In your opinion, what are CEMR’s greatest accomplishments?

That’s a difficult question to answer, as CEMR has contributed to many things in the process of European construction. But as you will have already understood, in my opinion, the greatest accomplishments will have to be town twinning and exchanges, because without them, we would not have been able to progress in bringing Europeans closer together. I believe in culture. We have to believe in it, because we have to understand the other, how other Europeans are if we want to live together and share a common project. CEMR has greatly contributed to bringing people together, to bringing citizens together. But in order to succeed in this, culture is essential as if we know the language, poetry, literature or history, then we can really understand the other and their civilisation. It is essential to continue to work towards this, as there is still so much work to be done!

What justifies the existence of such an organisation in the present day?

It’s always the same thing! The mission that CEMR wanted and began in 1951 has not yet been accomplished, it is not over! We have to continue bringing people together. The work ahead of us is immense. We are still wary of the foreigner! You have to read Albert Camus and his masterpiece “The Outsider”. It is important for CEMR to keep working on the promotion of exchanges and twinning. CEMR must keep striving for a united Europe and as you can see, we are not living easy times. We have to work non-stop. Never allow yourself to think your goals have been reached and achieved forever! Especially now that Europe is going through a difficult period!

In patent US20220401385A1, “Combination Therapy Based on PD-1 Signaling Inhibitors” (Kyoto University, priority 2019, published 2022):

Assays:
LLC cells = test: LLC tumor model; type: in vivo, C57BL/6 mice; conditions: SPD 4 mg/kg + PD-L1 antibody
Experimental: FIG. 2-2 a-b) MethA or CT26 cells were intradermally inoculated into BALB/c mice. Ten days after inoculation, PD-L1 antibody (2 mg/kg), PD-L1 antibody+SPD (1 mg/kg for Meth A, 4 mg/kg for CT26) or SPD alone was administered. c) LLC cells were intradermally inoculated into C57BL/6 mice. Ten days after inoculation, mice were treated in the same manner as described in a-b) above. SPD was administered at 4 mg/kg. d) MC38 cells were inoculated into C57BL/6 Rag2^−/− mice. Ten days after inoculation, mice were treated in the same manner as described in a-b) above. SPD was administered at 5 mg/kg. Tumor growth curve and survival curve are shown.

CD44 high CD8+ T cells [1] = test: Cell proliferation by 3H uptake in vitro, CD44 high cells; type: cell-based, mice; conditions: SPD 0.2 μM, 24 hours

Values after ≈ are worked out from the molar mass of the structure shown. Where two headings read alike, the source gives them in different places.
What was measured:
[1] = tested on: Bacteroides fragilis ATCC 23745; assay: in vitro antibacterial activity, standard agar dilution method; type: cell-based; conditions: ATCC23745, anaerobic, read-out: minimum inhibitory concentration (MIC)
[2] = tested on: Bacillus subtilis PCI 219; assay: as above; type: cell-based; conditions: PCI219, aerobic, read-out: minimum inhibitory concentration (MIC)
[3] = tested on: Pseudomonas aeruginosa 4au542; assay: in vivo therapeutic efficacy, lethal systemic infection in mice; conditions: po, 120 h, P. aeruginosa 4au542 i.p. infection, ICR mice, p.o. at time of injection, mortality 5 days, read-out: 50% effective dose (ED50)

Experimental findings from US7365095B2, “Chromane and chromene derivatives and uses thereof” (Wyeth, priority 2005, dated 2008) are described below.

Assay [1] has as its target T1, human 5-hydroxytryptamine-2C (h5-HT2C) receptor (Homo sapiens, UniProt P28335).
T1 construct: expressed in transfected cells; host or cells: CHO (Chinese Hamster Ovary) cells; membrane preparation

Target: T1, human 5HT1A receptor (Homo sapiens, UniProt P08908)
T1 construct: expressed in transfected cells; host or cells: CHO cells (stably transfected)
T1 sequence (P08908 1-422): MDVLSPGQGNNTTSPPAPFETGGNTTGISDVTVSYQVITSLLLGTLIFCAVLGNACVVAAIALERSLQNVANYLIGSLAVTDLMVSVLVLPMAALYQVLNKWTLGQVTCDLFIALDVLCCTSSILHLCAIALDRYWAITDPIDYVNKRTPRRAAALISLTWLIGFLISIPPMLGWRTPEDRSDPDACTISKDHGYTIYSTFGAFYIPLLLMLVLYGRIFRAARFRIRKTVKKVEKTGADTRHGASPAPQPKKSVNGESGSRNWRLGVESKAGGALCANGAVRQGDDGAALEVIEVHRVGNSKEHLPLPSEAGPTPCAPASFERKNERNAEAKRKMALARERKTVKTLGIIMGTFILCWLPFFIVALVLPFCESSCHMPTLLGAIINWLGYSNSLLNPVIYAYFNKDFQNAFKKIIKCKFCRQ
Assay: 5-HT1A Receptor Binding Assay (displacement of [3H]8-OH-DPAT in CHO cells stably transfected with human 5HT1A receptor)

What do you think of Europe’s current political situation, given the increase in nationalism and populism, and at the same time, movements driven by strong European convictions?

I am very worried! Look at what is happening in Hungary or in Poland: it’s worrying, very worrying! Even the Czech, who were passionate Europeans to begin with… These were very European people, the phenomena we are witnessing today can only make us worry. We must fight to make sure Europe never experiences once again what it has in the past, to make sure there is never war again on European soil, like in the past! We need a united Europe because that’s the Europe that has guaranteed us peace! But I insist: we must believe in education and culture. They are fundamental! People have to be educated when it comes to Europe and the European idea! That is what we must work towards today, in the face of rising nationalism and populism!

Europe has always been closely guarded by states. Today, is there hope that territories could lay the foundation of the European project?